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How CIT Teachers are Rising to the COVID-19 Challenge

Earlier this year the AEU ACT Branch asked members to tell us about how they have faced the challenges of the Covid-19 pandemic. In this interview, Danielle Lynch tells us about how she and her team have been helping the Canberra Institute of Technology to continue to deliver results for staff and students in the most challenging of conditions.

What is your role as an educator and how have your plans and preparations for the 2022 academic year changed in response to the pandemic?

My role is to prepare students for industry, to work with them to develop and refine the necessary skills, knowledge and attributes to deliver high quality, empowered support to vulnerable members of the disability and ageing population within the Canberra community.

2022 will pose new challenges in both the Vocational Education and the Aged and Disability support contexts. We are almost 2 years into this pandemic and this time has allowed me to apply the lessons learn from 2021 & 2020 to make sure that, as an educator, I am as flexible and as responsive as possible to the dynamic nature of both sectors. I am prepared to teach both in a traditional classroom setting, especially in relation to practical skills, but also online when appropriate, using tools and supports to ensure the quality of both the education and the workers produced is not compromised.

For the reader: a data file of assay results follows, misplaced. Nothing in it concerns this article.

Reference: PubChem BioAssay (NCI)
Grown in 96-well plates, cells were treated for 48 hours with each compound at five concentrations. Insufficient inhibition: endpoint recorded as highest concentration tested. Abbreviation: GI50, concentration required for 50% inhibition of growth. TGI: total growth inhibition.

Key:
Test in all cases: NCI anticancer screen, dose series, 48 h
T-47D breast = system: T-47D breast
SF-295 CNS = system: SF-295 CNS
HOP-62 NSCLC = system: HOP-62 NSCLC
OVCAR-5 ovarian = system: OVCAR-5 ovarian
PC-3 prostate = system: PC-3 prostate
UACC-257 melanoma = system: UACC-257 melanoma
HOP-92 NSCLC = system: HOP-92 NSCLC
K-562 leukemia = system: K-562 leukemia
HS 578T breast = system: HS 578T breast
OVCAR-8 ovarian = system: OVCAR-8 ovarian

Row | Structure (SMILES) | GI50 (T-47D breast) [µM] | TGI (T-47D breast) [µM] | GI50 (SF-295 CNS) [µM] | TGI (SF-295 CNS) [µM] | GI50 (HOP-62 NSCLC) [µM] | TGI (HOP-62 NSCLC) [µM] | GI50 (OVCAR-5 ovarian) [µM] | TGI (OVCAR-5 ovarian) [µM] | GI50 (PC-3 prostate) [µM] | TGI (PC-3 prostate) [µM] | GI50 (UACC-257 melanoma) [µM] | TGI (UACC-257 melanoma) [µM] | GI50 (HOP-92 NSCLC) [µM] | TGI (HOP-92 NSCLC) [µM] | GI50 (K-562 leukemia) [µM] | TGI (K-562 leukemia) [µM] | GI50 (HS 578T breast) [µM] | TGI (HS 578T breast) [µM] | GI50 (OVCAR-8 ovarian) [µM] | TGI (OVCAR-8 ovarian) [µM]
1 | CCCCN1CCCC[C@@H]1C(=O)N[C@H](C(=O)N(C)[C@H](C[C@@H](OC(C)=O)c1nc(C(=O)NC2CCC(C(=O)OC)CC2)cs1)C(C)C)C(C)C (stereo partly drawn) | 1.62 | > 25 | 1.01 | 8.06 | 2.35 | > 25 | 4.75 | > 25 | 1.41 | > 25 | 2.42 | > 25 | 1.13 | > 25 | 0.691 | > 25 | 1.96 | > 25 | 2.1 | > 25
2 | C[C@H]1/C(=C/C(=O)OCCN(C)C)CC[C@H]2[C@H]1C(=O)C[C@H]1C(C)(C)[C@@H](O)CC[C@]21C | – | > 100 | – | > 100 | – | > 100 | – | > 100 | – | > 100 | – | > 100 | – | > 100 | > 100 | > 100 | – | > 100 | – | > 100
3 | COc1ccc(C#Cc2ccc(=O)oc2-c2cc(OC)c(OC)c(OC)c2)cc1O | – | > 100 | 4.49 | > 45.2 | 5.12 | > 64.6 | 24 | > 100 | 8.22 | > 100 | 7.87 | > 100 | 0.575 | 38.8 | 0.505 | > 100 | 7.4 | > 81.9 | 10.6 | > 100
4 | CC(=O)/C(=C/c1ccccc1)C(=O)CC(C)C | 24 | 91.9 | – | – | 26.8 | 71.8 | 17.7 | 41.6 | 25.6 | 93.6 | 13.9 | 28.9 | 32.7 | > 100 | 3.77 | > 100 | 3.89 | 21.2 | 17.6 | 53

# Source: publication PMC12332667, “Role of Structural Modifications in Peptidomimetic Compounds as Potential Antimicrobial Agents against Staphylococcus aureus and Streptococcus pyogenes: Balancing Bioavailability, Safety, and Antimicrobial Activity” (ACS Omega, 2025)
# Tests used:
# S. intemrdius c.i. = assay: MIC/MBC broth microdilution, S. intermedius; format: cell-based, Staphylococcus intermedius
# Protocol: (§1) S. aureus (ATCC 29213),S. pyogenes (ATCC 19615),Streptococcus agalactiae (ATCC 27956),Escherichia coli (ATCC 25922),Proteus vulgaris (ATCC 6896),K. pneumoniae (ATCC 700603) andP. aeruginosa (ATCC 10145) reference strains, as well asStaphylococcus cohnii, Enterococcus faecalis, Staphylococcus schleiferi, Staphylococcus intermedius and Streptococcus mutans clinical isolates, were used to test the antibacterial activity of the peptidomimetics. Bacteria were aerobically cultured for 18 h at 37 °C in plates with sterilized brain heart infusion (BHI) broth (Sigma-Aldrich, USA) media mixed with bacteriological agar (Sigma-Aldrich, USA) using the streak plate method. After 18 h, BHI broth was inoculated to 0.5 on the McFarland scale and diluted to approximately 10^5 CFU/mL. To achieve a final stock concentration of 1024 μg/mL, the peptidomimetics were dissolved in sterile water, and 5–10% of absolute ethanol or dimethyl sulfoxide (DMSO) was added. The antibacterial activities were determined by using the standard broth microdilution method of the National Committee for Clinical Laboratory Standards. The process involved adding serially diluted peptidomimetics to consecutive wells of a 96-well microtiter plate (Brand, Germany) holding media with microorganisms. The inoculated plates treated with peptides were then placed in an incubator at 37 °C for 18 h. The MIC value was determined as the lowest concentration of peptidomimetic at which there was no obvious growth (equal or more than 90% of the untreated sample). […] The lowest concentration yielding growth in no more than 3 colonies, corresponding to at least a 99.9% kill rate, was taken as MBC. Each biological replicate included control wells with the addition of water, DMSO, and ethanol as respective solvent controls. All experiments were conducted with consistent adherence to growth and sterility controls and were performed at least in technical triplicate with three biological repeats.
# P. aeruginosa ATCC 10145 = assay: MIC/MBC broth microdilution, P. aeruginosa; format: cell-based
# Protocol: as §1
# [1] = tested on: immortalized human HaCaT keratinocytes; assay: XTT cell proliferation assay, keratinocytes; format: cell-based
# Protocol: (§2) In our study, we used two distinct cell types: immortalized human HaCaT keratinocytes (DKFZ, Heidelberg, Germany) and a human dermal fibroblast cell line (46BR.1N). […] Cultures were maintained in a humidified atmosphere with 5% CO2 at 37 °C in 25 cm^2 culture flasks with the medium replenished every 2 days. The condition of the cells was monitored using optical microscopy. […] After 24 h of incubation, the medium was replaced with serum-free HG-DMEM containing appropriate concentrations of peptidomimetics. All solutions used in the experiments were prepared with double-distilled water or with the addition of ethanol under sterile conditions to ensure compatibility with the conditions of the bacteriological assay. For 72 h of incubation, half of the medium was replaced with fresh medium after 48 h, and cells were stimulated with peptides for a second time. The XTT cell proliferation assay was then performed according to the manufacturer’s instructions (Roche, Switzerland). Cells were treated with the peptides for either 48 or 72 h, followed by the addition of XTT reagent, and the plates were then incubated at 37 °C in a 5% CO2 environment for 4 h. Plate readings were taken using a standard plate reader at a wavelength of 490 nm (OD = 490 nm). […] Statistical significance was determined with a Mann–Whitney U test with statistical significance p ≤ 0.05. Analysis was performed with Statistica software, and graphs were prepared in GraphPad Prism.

Unionism is about solidarity and bringing people together to fight for a common cause. Did we see people showing solidarity during the pandemic?

Absolutely! During times where the world can change with little or no notice, what has given resilience and strength to my team has been the extraordinary capacity to pull together and tackle this complex time in a united manner. Collaborating both formally and informally, within and across teams, with a commitment to the continued delivery of Vocational Education has meant we have been able to learn from each other, share skills and resources and draw on the strength of our peers.

Schools and TAFEs always have education as their first priority, but they fill a number of other roles in the community. Did the balance of those priorities change due to the pandemic?